Author Topic: Looking for feedback: A site where you can buy and sell your own beer kits  (Read 640 times)

Offline betterbeerkits

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Hi folks! I'm slowly getting ready to give this idea a try and I was hoping to get some feedback from you good people. I'd like to start a marketplace where home brewers can list their recipes for sale as complete, made to order beer ingredient kits. I'm fleshing the idea out at www.kitlab.co - again, just wondering if you guys have any opinions on the idea? Seem interesting? Not so much?

Thanks for any thoughts you might have on the topic!
Ryan

Offline cassa

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One of the reasons why people buy kits is to get a recipe they can trust. We assume that Northern Brewer, Brewer's Best, or our LHBS don't put out kits that they haven't tested and refined.  With a crowd-sourced kit service like you propose, how will people know they are getting something good?  What's to stop someone who isn't good at recipe design from posting a kit?

Maybe you could put in place some sort of reviewing/testing/refining process?  All recipes should have at least a sanity check that the ingredients should produce something similar to the provided description.  But even better would be if you could have a team of trusted brewers so that the kits could be test-brewed and evaluated, perhaps refined, before they are posted for purchase.


Offline dzlater

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Brewmasters Warehouse sort of let's you do that. Although the person who posts the recipe doesn't get a cut of the sales.
I bought a couple things from them years ago. I am in no way recommending them and have no affiliation, or interest in the company.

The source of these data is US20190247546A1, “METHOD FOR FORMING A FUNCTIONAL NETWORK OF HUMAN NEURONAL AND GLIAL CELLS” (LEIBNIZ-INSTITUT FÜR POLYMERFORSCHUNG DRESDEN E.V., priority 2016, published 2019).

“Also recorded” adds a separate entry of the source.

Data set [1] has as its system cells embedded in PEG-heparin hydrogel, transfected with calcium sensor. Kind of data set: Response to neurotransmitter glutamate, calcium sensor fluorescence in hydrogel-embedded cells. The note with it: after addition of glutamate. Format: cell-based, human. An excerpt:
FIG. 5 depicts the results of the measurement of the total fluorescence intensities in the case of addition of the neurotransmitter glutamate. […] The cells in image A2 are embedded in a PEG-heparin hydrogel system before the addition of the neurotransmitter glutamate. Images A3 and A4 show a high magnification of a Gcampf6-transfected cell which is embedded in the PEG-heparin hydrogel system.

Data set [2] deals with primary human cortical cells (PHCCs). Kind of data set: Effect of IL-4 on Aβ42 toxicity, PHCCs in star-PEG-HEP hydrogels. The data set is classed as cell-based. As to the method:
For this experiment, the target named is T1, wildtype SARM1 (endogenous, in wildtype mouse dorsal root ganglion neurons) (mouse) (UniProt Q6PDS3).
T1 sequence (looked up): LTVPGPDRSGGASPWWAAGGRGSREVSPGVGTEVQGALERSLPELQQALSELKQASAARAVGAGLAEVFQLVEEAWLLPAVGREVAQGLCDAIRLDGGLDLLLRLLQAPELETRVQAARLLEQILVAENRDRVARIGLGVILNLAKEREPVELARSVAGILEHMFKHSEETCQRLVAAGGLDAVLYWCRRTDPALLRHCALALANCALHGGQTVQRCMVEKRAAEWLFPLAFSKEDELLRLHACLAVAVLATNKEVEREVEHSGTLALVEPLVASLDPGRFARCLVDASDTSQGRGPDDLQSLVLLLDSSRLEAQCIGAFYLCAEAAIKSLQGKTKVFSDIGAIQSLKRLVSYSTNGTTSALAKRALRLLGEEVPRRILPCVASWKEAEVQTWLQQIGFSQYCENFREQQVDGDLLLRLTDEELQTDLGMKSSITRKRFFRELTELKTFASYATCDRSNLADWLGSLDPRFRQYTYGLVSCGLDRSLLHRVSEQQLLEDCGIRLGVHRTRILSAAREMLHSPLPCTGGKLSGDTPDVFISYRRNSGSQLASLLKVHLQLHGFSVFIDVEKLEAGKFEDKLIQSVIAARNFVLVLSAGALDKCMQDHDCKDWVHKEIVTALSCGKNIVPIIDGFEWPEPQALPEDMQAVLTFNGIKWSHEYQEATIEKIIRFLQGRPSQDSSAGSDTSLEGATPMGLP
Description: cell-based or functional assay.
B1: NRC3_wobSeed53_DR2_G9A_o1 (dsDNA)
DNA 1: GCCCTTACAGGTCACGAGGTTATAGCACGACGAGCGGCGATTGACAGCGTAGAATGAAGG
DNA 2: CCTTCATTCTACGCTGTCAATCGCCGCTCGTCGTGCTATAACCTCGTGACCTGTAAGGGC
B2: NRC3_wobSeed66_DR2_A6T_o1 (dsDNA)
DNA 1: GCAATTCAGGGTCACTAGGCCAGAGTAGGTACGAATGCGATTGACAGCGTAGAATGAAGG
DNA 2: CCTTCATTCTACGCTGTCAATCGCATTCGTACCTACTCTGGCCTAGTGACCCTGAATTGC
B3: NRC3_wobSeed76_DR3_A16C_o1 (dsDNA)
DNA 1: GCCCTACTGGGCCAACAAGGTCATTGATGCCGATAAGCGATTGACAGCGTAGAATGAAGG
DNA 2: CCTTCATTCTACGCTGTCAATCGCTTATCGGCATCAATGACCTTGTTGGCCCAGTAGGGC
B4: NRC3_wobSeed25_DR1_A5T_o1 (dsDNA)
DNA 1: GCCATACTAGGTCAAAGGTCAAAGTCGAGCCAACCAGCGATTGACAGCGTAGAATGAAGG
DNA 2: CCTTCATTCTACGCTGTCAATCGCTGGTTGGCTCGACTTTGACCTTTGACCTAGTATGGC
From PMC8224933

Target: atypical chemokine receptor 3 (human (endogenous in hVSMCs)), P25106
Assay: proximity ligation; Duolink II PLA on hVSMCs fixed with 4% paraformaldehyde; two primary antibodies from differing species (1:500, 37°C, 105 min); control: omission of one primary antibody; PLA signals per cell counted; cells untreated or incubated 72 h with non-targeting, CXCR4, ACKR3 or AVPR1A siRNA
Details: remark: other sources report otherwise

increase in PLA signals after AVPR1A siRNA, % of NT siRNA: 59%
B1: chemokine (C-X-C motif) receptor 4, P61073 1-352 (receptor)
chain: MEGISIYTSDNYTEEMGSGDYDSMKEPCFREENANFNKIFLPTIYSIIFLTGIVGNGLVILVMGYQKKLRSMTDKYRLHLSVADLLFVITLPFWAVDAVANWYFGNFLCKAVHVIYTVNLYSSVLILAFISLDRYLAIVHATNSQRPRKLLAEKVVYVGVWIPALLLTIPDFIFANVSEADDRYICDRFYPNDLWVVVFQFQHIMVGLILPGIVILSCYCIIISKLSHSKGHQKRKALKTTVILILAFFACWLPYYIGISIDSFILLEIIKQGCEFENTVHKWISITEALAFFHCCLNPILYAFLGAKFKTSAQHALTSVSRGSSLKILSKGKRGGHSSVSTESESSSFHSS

http://www.brewmasterswarehouse.com/recipes
« Last Edit: March 02, 2015, 12:58:33 PM by dzlater »
Dan S. from NJ

Offline denny

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I'm having a hard time imagining why someone would want this service.
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Offline reverseapachemaster

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Personally I don't have any interest in buying kits so I wouldn't be much of a customer but I would have concerns about recommending people shop at a site where the kits are crowdsourced for the reasons people have expressed above.

One can expect that as soon as the site opens to brewers submitting recipes there will be a race to submit the BCS recipes, CYBI recipes and any clone recipes (regardless of accuracy) because those are most likely to sell. There will probably be 100 variants of Janet's Brown, BVIP, Pliny, etc.
Heck yeah I blog about homebrewing: Brain Sparging on Brewing

Offline Phil_M

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I'm confused...

Why not just buy the ingredients for a recipe you trust? A kit is basically just a prepackaged recipe.

Also, kits aren't as flexible when it comes to adjusting for system efficiency, working from a recipe makes that a little simpler. Of course if you want kit-style simplicity, you can still just follow the recipe exactly.
Corn is a fine adjunct in beer.

And don't buy stale beer.

Offline klickitat jim

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Its an interesting idea I suppose. We are clearly not your market base though. Your success would be dependent on how well you could reach that sliver of the homebrew community that brews nothing but kits. You would basically be an internet supply store specializing in ingredients. You'd need a flashy easy to use website, and a huge inventory with every ingredient imaginable. Maybe charge $ X for people to post their recipes, with a tiny store credit royalty for each sale. The website should show how many kits have sold for each, and have a feedback section. If you could get it to reach critical mass it might be fun and take off. Or you might just lose your butt.